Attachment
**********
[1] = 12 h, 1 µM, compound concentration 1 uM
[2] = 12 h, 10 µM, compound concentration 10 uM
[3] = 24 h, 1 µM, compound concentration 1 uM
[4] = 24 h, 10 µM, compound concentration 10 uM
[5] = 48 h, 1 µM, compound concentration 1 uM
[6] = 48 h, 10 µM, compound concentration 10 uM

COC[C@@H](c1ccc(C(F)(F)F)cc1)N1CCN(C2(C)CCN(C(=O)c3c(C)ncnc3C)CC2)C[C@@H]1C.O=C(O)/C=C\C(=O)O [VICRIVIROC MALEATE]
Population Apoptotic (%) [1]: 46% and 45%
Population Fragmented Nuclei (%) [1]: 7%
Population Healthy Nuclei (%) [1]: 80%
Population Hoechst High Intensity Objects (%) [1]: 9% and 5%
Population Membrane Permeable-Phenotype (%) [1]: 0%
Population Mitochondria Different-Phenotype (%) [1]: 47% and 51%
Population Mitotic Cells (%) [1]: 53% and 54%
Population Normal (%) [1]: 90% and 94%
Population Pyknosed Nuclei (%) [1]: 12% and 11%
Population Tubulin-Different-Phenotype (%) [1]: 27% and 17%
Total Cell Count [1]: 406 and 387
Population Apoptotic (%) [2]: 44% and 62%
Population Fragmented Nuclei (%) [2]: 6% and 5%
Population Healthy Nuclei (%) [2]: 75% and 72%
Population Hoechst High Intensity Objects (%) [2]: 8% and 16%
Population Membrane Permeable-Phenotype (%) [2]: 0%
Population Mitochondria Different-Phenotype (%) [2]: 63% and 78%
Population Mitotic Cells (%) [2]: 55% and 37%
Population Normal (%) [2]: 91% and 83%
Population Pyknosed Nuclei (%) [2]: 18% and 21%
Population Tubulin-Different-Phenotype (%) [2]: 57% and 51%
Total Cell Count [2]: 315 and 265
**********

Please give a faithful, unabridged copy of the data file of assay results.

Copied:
[1] = 12 h, 1 µM, compound concentration 1 uM
[2] = 12 h, 10 µM, compound concentration 10 uM
[3] = 24 h, 1 µM, compound concentration 1 uM
[4] = 24 h, 10 µM, compound concentration 10 uM
[5] = 48 h, 1 µM, compound concentration 1 uM
[6] = 48 h, 10 µM, compound concentration 10 uM

COC[C@@H](c1ccc(C(F)(F)F)cc1)N1CCN(C2(C)CCN(C(=O)c3c(C)ncnc3C)CC2)C[C@@H]1C.O=C(O)/C=C\C(=O)O [VICRIVIROC MALEATE]
Population Apoptotic (%) [1]: 46% and 45%
Population Fragmented Nuclei (%) [1]: 7%
Population Healthy Nuclei (%) [1]: 80%
Population Hoechst High Intensity Objects (%) [1]: 9% and 5%
Population Membrane Permeable-Phenotype (%) [1]: 0%
Population Mitochondria Different-Phenotype (%) [1]: 47% and 51%
Population Mitotic Cells (%) [1]: 53% and 54%
Population Normal (%) [1]: 90% and 94%
Population Pyknosed Nuclei (%) [1]: 12% and 11%
Population Tubulin-Different-Phenotype (%) [1]: 27% and 17%
Total Cell Count [1]: 406 and 387
Population Apoptotic (%) [2]: 44% and 62%
Population Fragmented Nuclei (%) [2]: 6% and 5%
Population Healthy Nuclei (%) [2]: 75% and 72%
Population Hoechst High Intensity Objects (%) [2]: 8% and 16%
Population Membrane Permeable-Phenotype (%) [2]: 0%
Population Mitochondria Different-Phenotype (%) [2]: 63% and 78%
Population Mitotic Cells (%) [2]: 55% and 37%
Population Normal (%) [2]: 91% and 83%
Population Pyknosed Nuclei (%) [2]: 18% and 21%
Population Tubulin-Different-Phenotype (%) [2]: 57% and 51%
Total Cell Count [2]: 315 and 265